Craftsman Architecture

by Anthony Grumbine
Harrison Design Associates, Architects [ www.harrisondesignassociates.com ]

Fundamental to the Victorian era of the 1800ís was the ability to mass-produce decorative ornaments through the machinery and distribution of the Industrial Revolution. However, this mass production necessarily resulted in a loss of handcraftsmanship. No longer was the individual artist creating a unique and personalized element. The machine had won the day.

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Reacting to this shift in culture, the Arts and Crafts movement formed in England and soon spread to the United States. The Craftsman movement - as it became in the United States - proposed local, natural materials, simplicity of forms, originality, and the hand-crafted detail. 1901 saw the first issue of The Craftsman magazine published by Gustav Stickley, a strong proponent of Craftsman furniture, textiles, and architecture. Architects such as Greene and Greene in Pasadena, and David Owen Dryden in San Diego championed the Craftsman style, helping it to become the most popular style of the early 1900ís.

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A Change in Form

Architecturally, this change in principles translated into changes in form. Rather than the tall, complex and steep roofs of the Victorian house, the Craftsman roof became low-sloped and simple. Instead of intricate cornice moldings that decorated the eaves of Victorian houses, the Craftsman had large, exposed eaves with rafter tails adding subtle details to the simple form.

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The Craftsman used natural materials such as wood and stone, and complimented these with an earth-toned color palette. Unlike the mitered moldings of the Victorian houses, Craftsmen window and door moldings express basic post and beam construction by extending the lintel molding slightly past the posts on either side. As well, porch columns of Craftsman architecture followed the lower, more horizontal proportions of the overall house. Basic details such as these helped set the Craftsman apart from other architecture styles.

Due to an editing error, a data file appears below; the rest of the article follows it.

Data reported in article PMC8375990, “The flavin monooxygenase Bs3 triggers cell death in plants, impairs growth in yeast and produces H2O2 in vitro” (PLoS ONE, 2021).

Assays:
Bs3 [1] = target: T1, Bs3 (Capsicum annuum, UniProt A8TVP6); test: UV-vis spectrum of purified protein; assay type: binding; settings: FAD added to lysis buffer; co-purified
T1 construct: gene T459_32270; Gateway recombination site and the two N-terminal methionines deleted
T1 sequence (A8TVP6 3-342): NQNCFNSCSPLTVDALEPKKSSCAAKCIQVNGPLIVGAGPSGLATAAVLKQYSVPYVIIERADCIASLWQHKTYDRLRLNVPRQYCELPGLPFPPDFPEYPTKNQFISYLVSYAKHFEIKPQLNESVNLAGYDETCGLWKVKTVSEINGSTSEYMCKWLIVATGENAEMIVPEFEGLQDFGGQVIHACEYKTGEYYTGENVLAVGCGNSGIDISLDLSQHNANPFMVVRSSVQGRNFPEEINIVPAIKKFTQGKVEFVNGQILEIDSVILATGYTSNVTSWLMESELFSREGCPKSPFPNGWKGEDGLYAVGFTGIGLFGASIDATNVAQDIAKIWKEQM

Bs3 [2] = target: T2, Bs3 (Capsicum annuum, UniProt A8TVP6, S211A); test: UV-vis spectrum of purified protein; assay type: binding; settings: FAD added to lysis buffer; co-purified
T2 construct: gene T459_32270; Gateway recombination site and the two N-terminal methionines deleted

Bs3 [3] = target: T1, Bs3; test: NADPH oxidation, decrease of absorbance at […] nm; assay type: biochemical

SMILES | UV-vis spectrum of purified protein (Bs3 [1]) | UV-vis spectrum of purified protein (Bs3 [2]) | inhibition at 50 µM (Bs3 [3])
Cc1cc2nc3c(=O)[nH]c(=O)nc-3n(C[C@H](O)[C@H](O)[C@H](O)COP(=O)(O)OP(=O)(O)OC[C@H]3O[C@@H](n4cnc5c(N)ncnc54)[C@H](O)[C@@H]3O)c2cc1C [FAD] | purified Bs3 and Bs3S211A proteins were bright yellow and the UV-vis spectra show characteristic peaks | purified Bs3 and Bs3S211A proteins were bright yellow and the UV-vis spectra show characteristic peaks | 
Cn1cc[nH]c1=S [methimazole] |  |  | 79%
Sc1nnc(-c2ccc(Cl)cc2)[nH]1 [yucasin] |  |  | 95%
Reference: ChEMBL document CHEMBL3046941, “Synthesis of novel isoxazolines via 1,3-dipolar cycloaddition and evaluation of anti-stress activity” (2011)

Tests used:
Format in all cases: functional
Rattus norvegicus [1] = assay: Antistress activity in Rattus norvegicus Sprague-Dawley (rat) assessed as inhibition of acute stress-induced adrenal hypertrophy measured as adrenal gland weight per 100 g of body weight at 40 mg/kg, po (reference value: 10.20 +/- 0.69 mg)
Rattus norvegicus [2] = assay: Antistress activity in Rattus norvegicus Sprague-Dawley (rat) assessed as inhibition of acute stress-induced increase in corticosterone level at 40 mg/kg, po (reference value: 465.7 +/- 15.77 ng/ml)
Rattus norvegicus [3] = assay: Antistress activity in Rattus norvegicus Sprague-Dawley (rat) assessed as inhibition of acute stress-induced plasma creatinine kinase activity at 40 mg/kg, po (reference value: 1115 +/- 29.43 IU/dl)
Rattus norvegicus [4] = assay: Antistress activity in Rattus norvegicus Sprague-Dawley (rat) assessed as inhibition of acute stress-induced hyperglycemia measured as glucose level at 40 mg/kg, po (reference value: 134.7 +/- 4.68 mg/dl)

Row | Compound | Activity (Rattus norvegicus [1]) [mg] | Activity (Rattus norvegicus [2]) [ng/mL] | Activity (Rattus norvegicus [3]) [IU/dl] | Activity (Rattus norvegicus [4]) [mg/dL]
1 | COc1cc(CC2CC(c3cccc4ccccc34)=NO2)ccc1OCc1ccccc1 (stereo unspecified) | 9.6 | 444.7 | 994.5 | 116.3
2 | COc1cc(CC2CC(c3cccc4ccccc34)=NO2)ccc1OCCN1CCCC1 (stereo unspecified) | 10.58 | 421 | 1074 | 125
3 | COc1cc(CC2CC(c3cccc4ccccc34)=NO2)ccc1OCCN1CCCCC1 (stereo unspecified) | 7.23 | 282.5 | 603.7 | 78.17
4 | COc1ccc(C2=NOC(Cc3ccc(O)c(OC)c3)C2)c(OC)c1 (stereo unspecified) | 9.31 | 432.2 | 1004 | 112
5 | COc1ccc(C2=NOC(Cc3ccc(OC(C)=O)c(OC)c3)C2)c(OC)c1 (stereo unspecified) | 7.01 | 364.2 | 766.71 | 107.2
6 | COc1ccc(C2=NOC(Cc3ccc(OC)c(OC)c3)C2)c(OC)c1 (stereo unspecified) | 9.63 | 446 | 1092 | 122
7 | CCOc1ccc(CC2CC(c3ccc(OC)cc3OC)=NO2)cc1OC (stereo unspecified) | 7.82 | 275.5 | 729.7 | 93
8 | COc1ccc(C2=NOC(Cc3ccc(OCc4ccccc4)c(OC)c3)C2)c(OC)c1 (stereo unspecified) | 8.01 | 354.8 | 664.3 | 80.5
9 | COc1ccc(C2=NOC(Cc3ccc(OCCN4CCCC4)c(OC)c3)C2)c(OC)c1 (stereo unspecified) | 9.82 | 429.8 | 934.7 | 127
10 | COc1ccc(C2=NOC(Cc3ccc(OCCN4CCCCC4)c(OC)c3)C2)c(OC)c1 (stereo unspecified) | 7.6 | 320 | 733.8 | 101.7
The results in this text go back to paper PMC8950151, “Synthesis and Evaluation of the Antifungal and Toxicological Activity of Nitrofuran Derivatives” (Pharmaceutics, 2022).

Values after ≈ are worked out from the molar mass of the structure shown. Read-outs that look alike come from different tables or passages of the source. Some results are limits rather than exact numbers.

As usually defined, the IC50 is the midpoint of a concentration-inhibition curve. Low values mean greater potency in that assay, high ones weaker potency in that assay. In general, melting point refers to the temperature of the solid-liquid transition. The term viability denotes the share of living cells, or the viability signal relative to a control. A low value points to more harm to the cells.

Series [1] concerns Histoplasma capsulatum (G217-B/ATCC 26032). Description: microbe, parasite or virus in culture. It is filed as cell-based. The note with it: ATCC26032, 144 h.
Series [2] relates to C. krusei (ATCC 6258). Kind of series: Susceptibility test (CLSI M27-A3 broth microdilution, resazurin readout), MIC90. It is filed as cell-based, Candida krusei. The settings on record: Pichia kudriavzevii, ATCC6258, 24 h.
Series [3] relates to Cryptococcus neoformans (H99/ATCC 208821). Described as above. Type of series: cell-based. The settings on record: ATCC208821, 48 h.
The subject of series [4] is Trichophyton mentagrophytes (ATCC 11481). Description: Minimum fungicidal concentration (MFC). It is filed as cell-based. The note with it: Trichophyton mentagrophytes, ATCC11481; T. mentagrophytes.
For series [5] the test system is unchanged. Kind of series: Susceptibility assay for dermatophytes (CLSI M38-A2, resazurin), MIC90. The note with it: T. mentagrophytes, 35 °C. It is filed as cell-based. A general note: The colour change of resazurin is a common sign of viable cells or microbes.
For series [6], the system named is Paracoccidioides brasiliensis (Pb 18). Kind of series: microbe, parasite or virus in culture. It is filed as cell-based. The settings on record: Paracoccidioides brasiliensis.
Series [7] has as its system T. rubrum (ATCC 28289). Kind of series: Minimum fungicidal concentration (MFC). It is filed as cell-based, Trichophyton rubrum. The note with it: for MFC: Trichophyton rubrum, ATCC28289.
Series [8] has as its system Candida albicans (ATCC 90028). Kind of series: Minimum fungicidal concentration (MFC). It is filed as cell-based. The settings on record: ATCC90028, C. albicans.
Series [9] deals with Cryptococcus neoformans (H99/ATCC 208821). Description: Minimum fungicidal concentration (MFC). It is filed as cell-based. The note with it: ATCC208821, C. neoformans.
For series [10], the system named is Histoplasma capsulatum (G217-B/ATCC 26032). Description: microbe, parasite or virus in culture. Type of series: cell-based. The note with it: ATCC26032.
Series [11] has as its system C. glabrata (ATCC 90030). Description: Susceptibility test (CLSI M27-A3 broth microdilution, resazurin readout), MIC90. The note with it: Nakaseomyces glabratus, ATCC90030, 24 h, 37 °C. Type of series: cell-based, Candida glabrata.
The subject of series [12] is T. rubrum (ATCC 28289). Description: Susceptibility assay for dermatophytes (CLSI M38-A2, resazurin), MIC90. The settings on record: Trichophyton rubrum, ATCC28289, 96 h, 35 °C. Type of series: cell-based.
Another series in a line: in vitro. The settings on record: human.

A Change in Function

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The Craftsman also came at a time of subtle, yet important social change. The Victorian house, with its separate servantsí quarters, separate servantsí dining area, and separate servantsí stair was designed for distinctly upper-class living that depended on a house run by servants. This was soon to change.

The Craftsman house was predominantly designed for the middle class family. Smaller and much more efficient than its Victorian predecessors, the Craftsman house spread throughout the country. Built-in cabinetry and a more open floor plan provided a compact design that still had opportunities for beautiful carpentry detailing. Beauty and efficiency met in the Craftsman house.



Craftsman in Town

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In Santa Barbara the Craftsman house enjoyed a popularity that can still be seen today. From the small Bungalow to the large, almost grandiose house, Craftsman architecture thrived in Santa Barbara. Even Greene and Greene designed a house in town. In recent years, the popularity of Craftsman architecture in Santa Barbara has seen a resurgence, with many residences built in this style.

Although Santa Barbara is known predominantly for its Spanish Colonial Revival architecture, it is not from any one style that this town gets its beauty. The Craftsman style, like those styles before it, has helped make Santa Barbara one of the most desirable places to live in the world.

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